Here at The Glow Up, we love nothing more than a happy ending, and here’s one we’re pretty sure you’re going to love, as well: In October, we reported on 8-year-old Marian Scott, who was denied the opportunity to take a school picture after her red extension-embellished braided topknot was deemed in violation of the dress code at Paragon Charter Academy in Jackson, Mich. To be fair, the academy’s handbook says students’ hair color must be natural tones to get their picture taken; unaware of the rule, Marion’s parents were confused by the fact that while their daughter was restricted from taking a photo, she was allowed to return to class. They have since removed Marion from the school.
Marian’s story, which included an emotional response from her father and the third-grader’s own account of crying and feeling “singled out” at the time of the exclusion, went viral. In addition to garnering national attention, the report inspired action from dozens of photographers who sympathized with Marion’s experience and wanted to transform it into something truly special after she reported feeling like she’d lost self-esteem due to the incident, according to WILX.
“I could feel it go,” she said.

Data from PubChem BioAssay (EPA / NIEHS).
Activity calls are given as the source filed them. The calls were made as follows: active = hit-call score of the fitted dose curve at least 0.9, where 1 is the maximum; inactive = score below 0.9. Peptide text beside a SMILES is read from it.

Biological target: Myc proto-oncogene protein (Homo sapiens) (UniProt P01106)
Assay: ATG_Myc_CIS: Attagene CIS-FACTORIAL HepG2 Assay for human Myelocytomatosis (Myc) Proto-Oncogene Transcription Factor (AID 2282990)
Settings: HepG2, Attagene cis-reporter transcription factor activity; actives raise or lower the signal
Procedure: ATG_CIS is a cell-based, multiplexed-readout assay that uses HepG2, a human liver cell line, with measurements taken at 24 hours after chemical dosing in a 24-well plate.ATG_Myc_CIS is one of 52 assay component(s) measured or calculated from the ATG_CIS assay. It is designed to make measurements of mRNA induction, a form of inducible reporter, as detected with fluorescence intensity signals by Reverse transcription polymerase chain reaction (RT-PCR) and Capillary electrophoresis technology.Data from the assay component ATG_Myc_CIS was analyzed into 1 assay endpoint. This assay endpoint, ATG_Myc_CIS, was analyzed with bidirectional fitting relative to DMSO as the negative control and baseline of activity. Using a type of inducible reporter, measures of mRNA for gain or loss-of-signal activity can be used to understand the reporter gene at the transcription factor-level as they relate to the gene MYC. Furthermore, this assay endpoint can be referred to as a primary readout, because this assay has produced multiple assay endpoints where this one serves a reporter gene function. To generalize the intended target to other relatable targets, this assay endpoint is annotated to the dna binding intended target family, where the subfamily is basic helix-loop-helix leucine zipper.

But in a delightful development to their initial story, on Friday, WILX reported that Marion had become the star of a series of photoshoots granted by photographers moved by her story, including Jermaine Horton of Jermaine Horton Photography, who drove from Chicago to capture the third-grader—and her red extensions—in a colorful and age-appropriate new wardrobe donated to her by Joy Entertainment & Event Management and Mieka Joi, CEO of Rich Girl Candy.
“It was fun, you got to pose and change clothes and got to be yourself,” said Marian of her first modeling experience.
“Confidence is a process, especially when you are rebuilding someone’s confidence—especially a child because they are so fragile, so we want to make sure that she feels great that day, but also going forward that it’s ongoing and she still feels that support,” said Horton.
And the 8-year-old was beaming and beautiful in her first fashion shoot, hopefully regaining some of the confidence she’d lost when denied the opportunity to participate in a basic school tradition.
“Thank you,” Marian told Horton and her many supporters. “I appreciate it and I love the support.”
But Marion’s not the only one to be transformed by the initially negative experience. The incident awakened her father, Doug Scott, to what many increasingly perceive to be biased school policies affecting children (and adults) across America. It’s a conversation he hopes to continue within the Jackson community, he tells WILX.
“With the negativity…I asked myself, should we have done this?” said Scott. “I tell myself every day: you should have done this because it’s only going to get better and hopefully we are going to be able to deal with these situations in schools better in the future.”